At least today’s story has a hook: Yelp just announced another round of funding, raising $15 million not because it needs the cash but because, per CEO Jeremy Stoppelman, “it’s a shaky world out there.” Well, OK.
TechCrunch tosses out a valuation of $200 million on revenue of less than $10 million, and notes (correctly) that Yelp has been on a traffic tear lately. Still not profitable, says the Post.
One interesting thing was the photo:
This is a local Virginia business giving some TLC to a group of the ‘Yelp Elite,’ which is Yelp’s clubby moniker for those it has anointed as cool kids.
I’m not a fan of the Yelp Elite concept, in part because it works only for twentysomethings, but there’s no doubt it drives engagement. Smart businesses like this health club in McLean are leveraging that engagement, while Yelp acts as the broker.
I don’t think this strategy will prove cost-effective for Yelp, but it’s definitely interesting to watch.
I continue to be fascinated, too, by the way Yelp has become a platform for self-expression. Above all, I believe, the ‘Elite’ visits Yelp in order to write artful reviews—not to read them.
It’s a different dynamic than the one we’re trying to tap at Loladex, where the substance of people’s opinions will take precedence over their mode of expression. We think this will scale better, but it’s certainly tough to argue with how Yelp is doing so far.
Not long ago I was talking with Gib Olander from Localeze, our main data supplier. The topic was local data, and how weird it can be: Some things look like they must be mistakes—except they’re not.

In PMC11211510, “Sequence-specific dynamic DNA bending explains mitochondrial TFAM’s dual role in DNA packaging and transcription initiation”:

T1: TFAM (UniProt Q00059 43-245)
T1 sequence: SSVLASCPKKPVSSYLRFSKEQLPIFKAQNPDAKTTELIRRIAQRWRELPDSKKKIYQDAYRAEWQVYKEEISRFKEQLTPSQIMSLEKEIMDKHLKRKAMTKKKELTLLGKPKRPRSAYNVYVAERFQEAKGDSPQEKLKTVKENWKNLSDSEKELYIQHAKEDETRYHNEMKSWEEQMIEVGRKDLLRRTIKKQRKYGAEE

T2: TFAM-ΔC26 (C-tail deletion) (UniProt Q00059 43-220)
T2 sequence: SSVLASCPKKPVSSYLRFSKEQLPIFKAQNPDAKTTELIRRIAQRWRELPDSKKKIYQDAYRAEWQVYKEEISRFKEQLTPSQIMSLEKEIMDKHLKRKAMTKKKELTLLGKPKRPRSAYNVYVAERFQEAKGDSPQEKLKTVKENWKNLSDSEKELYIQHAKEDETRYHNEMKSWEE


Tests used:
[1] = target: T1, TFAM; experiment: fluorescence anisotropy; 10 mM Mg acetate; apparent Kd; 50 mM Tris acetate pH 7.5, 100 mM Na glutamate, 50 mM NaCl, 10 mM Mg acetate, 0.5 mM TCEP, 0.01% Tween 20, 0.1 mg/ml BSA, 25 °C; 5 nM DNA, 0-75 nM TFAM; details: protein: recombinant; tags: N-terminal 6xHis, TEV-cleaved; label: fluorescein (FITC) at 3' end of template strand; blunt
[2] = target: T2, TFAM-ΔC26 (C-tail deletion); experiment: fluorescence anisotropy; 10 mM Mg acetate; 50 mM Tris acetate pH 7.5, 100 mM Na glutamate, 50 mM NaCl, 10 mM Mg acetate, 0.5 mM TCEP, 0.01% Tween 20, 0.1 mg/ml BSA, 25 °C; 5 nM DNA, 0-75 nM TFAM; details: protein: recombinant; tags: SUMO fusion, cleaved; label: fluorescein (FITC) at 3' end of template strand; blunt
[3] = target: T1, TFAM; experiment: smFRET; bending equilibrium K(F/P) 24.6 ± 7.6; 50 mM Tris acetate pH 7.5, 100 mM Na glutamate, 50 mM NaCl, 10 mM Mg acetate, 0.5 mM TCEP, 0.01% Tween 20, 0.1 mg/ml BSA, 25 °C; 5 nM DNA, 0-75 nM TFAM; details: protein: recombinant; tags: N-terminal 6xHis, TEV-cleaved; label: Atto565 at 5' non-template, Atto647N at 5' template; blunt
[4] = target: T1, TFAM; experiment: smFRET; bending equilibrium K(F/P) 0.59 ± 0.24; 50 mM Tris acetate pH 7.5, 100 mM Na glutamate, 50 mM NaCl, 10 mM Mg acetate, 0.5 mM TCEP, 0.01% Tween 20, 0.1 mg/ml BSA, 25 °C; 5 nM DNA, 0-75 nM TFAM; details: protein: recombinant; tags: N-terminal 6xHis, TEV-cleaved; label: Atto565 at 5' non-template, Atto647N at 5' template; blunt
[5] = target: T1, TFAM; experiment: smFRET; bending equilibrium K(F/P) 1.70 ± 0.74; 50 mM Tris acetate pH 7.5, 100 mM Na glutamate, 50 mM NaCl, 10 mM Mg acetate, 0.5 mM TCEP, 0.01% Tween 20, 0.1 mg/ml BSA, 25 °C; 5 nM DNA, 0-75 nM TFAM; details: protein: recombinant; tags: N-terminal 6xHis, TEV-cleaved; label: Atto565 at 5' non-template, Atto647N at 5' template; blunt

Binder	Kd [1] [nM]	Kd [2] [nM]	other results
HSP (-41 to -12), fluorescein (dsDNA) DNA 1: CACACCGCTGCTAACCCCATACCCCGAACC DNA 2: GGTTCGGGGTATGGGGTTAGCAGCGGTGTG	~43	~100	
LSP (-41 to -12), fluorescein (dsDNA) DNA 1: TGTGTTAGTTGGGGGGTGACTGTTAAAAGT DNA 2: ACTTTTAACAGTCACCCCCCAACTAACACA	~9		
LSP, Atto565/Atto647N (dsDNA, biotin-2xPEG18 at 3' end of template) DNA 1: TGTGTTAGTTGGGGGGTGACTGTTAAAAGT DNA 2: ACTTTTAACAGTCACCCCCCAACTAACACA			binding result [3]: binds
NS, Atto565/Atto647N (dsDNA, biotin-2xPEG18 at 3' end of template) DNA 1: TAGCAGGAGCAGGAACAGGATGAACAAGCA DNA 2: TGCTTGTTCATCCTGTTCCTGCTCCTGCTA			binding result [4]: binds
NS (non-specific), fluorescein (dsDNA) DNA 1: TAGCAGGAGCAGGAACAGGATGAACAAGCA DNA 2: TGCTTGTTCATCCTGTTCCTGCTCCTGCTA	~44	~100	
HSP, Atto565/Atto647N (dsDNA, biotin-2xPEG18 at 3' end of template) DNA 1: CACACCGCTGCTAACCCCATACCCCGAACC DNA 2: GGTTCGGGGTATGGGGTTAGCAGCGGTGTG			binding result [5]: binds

Gib’s example was a place that sells custom rims and also cellphone service. If you saw the business listed under both categories, you might figure one was wrong. But Gib can show you a photo of Cell ‘n’ Wheels that proves otherwise.
I laughed. The example wasn’t so terribly outrageous, and Localeze certainly has an interest in promoting this idea. Yet at the same time, I happened to know of a much better illustration.
I get my hair cut at a barber’s shop that also sells seafood. Oysters, specifically. During the holiday season it does a roaring trade in hams, too; they’re piled into a shopping cart by the door. No one seems to mind buying dinner from a place that can get ankle-deep in human hair.
Whatever about rims and phones, I’d definitely suspect an error if my search for [oysters] near [Leesburg, VA] returned Plaza & Tuffy’s Barber Shop as the top result. But it’s the only place in Leesburg that advertises oysters on a sign:
I shot this photo right before getting a haircut. When I went inside, my barber Bobby asked why I had been taking pictures. I told him I had a friend in Chicago who didn’t believe that a barber shop also sold seafood.
“We’re still country here,” he replied. “You tell him that.”
It got me to thinking: In reviewing YellowBot last year, I included a screengrab of something I portrayed as an error—YellowBot’s tags said that a hair-removal place here in Leesburg also sells bail bonds.
Perhaps I was too hasty in calling it a mistake?